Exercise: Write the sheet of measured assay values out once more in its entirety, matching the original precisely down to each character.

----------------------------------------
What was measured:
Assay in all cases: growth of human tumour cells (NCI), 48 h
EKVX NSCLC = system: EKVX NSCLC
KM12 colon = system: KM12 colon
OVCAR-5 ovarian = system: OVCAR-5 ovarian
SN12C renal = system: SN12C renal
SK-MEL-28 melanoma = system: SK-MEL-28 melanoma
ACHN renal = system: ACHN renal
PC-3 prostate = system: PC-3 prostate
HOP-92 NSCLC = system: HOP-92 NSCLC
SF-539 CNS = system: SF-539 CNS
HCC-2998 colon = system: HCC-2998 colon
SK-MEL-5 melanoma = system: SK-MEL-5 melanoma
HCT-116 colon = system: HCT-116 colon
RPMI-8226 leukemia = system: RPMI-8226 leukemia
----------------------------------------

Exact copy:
What was measured:
Assay in all cases: growth of human tumour cells (NCI), 48 h
EKVX NSCLC = system: EKVX NSCLC
KM12 colon = system: KM12 colon
OVCAR-5 ovarian = system: OVCAR-5 ovarian
SN12C renal = system: SN12C renal
SK-MEL-28 melanoma = system: SK-MEL-28 melanoma
ACHN renal = system: ACHN renal
PC-3 prostate = system: PC-3 prostate
HOP-92 NSCLC = system: HOP-92 NSCLC
SF-539 CNS = system: SF-539 CNS
HCC-2998 colon = system: HCC-2998 colon
SK-MEL-5 melanoma = system: SK-MEL-5 melanoma
HCT-116 colon = system: HCT-116 colon
RPMI-8226 leukemia = system: RPMI-8226 leukemia